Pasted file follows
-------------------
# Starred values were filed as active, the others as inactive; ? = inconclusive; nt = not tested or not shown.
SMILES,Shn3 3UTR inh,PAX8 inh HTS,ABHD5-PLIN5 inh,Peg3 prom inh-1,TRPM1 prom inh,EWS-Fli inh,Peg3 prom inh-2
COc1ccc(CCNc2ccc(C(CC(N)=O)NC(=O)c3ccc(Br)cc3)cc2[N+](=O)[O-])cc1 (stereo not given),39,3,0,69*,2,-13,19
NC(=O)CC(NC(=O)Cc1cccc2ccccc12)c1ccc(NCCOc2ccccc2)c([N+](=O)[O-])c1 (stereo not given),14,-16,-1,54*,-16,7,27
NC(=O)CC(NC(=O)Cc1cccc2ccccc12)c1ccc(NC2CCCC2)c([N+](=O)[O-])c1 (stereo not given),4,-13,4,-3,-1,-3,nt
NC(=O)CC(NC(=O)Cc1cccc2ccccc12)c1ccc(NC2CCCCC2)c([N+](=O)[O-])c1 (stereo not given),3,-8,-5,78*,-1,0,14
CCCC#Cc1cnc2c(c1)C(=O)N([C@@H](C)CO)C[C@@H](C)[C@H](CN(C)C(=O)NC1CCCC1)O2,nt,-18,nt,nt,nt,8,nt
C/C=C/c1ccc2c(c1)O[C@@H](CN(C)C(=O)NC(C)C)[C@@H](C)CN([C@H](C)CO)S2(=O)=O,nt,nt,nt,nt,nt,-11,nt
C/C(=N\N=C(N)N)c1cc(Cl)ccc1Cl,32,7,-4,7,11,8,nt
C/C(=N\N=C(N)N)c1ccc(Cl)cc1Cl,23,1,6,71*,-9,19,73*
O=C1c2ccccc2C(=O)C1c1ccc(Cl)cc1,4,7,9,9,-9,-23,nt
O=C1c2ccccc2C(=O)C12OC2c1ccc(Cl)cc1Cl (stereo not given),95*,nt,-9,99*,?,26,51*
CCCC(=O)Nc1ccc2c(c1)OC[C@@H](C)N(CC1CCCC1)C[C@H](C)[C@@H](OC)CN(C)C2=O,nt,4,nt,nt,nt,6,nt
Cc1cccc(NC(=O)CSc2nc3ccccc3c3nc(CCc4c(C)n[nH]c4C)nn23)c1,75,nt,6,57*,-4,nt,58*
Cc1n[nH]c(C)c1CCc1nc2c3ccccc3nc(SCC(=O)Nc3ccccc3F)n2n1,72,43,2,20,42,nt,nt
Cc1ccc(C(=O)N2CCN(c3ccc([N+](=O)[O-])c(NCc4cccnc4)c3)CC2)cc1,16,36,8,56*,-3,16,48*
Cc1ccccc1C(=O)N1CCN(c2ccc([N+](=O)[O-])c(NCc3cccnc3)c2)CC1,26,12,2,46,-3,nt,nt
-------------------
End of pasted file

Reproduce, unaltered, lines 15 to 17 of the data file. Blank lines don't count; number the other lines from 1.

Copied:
Cc1n[nH]c(C)c1CCc1nc2c3ccccc3nc(SCC(=O)Nc3ccccc3F)n2n1,72,43,2,20,42,nt,nt
Cc1ccc(C(=O)N2CCN(c3ccc([N+](=O)[O-])c(NCc4cccnc4)c3)CC2)cc1,16,36,8,56*,-3,16,48*
Cc1ccccc1C(=O)N1CCN(c2ccc([N+](=O)[O-])c(NCc3cccnc3)c2)CC1,26,12,2,46,-3,nt,nt